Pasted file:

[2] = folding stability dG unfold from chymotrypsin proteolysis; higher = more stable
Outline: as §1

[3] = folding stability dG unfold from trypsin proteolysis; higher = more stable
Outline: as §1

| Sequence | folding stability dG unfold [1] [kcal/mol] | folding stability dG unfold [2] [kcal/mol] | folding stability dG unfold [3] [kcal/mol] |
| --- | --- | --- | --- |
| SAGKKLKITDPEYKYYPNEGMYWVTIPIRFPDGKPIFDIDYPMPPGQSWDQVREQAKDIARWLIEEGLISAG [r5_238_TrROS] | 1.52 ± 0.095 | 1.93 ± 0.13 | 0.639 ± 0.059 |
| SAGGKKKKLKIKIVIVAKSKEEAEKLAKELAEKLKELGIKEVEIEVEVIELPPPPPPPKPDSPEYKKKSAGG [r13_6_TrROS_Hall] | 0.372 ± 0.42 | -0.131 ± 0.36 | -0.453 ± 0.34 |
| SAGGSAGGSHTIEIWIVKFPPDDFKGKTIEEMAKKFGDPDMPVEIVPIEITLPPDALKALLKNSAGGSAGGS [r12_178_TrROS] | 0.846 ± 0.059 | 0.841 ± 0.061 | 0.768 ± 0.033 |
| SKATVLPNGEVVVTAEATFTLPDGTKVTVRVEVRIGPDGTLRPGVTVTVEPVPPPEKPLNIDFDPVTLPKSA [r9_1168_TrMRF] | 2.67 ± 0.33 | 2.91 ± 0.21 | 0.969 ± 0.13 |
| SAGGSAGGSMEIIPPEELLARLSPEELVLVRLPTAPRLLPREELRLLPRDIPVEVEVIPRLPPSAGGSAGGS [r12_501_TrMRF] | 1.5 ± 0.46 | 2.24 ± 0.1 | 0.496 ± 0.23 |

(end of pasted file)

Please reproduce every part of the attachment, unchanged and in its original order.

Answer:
[2] = folding stability dG unfold from chymotrypsin proteolysis; higher = more stable
Outline: as §1

[3] = folding stability dG unfold from trypsin proteolysis; higher = more stable
Outline: as §1

| Sequence | folding stability dG unfold [1] [kcal/mol] | folding stability dG unfold [2] [kcal/mol] | folding stability dG unfold [3] [kcal/mol] |
| --- | --- | --- | --- |
| SAGKKLKITDPEYKYYPNEGMYWVTIPIRFPDGKPIFDIDYPMPPGQSWDQVREQAKDIARWLIEEGLISAG [r5_238_TrROS] | 1.52 ± 0.095 | 1.93 ± 0.13 | 0.639 ± 0.059 |
| SAGGKKKKLKIKIVIVAKSKEEAEKLAKELAEKLKELGIKEVEIEVEVIELPPPPPPPKPDSPEYKKKSAGG [r13_6_TrROS_Hall] | 0.372 ± 0.42 | -0.131 ± 0.36 | -0.453 ± 0.34 |
| SAGGSAGGSHTIEIWIVKFPPDDFKGKTIEEMAKKFGDPDMPVEIVPIEITLPPDALKALLKNSAGGSAGGS [r12_178_TrROS] | 0.846 ± 0.059 | 0.841 ± 0.061 | 0.768 ± 0.033 |
| SKATVLPNGEVVVTAEATFTLPDGTKVTVRVEVRIGPDGTLRPGVTVTVEPVPPPEKPLNIDFDPVTLPKSA [r9_1168_TrMRF] | 2.67 ± 0.33 | 2.91 ± 0.21 | 0.969 ± 0.13 |
| SAGGSAGGSMEIIPPEELLARLSPEELVLVRLPTAPRLLPREELRLLPRDIPVEVEVIPRLPPSAGGSAGGS [r12_501_TrMRF] | 1.5 ± 0.46 | 2.24 ± 0.1 | 0.496 ± 0.23 |